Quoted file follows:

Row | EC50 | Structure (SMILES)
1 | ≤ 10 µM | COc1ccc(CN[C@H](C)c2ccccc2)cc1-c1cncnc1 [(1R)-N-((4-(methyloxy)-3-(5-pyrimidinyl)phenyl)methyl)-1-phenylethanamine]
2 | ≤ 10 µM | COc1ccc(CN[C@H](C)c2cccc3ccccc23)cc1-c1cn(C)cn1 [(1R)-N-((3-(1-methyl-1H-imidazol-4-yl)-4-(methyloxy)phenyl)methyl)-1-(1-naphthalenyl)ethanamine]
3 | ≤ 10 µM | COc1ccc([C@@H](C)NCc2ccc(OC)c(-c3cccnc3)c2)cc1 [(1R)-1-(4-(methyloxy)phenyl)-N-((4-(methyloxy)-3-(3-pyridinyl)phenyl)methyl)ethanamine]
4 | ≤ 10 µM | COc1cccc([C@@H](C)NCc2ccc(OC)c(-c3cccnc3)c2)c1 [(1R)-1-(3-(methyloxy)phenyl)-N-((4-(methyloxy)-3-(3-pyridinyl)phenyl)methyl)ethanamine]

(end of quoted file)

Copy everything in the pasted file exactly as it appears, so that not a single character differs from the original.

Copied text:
Row | EC50 | Structure (SMILES)
1 | ≤ 10 µM | COc1ccc(CN[C@H](C)c2ccccc2)cc1-c1cncnc1 [(1R)-N-((4-(methyloxy)-3-(5-pyrimidinyl)phenyl)methyl)-1-phenylethanamine]
2 | ≤ 10 µM | COc1ccc(CN[C@H](C)c2cccc3ccccc23)cc1-c1cn(C)cn1 [(1R)-N-((3-(1-methyl-1H-imidazol-4-yl)-4-(methyloxy)phenyl)methyl)-1-(1-naphthalenyl)ethanamine]
3 | ≤ 10 µM | COc1ccc([C@@H](C)NCc2ccc(OC)c(-c3cccnc3)c2)cc1 [(1R)-1-(4-(methyloxy)phenyl)-N-((4-(methyloxy)-3-(3-pyridinyl)phenyl)methyl)ethanamine]
4 | ≤ 10 µM | COc1cccc([C@@H](C)NCc2ccc(OC)c(-c3cccnc3)c2)c1 [(1R)-1-(3-(methyloxy)phenyl)-N-((4-(methyloxy)-3-(3-pyridinyl)phenyl)methyl)ethanamine]